Now, in most scenarios, you really don’t want to get rid of data. As a data professional, it is definitely not a good idea to get rid of data that is in the database, especially if you’re in the Production environment. This protects you and the business for reasons such as corporate governance, regulatory compliance, and legal safeguards.
In the best of all perfect worlds, to mark a record as deleted, you would do something similar to the following:
UPDATE [SampleTable] SET IsDeleted = 1 WHERE FirstName = ‘Jill’ AND LastName = ‘Smith’;
Yes, you read that right. You should use the UPDATE statement to mark a record as being deleted. The above query will set the IsDeleted field to a value of TRUE (a value of 0 would be FALSE ) where the person’s name is Jill Smith.
Now, as always, there are exceptions to that rule. Sometimes, you can truly delete the data from the database.
Doing that is actually fairly simple.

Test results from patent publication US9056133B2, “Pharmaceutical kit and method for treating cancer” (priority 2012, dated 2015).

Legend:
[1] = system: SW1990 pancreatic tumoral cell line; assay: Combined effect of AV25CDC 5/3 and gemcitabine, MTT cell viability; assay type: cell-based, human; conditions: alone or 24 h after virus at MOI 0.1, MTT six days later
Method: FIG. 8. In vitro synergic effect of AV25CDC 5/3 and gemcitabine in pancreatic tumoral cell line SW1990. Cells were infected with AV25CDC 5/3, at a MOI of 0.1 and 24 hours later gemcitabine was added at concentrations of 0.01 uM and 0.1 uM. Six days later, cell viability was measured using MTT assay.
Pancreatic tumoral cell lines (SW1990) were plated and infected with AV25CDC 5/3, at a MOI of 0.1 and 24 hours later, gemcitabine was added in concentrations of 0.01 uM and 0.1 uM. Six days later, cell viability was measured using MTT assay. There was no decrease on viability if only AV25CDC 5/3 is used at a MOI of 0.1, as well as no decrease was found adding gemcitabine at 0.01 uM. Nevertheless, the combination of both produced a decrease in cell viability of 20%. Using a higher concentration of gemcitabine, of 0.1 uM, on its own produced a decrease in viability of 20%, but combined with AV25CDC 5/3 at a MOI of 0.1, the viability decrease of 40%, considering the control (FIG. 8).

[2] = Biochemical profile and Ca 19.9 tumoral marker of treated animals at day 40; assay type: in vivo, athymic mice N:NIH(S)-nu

DELETE FROM [SampleTable] WHERE FirstName = ‘Jill’ AND LastName = ‘Smith’;
Hopefully, you’ll notice how similar it is to the SELECT query. The problem is that it is an extremely powerful, and destructive, force. A SELECT statement just reads data from the database, but a DELETE statement can get rid of all of the data that matches what matches the criteria shown in the WHERE clause.
So, just as a word of caution, when you actually attempt to DELETE data, use the old carpenter’s idiom: Measure twice, Cut once. In other words, make doubly sure that you really want to delete everything that you have in the WHERE clause.
So, next time we will close out our series on data sources… So be ready for a good time, next time.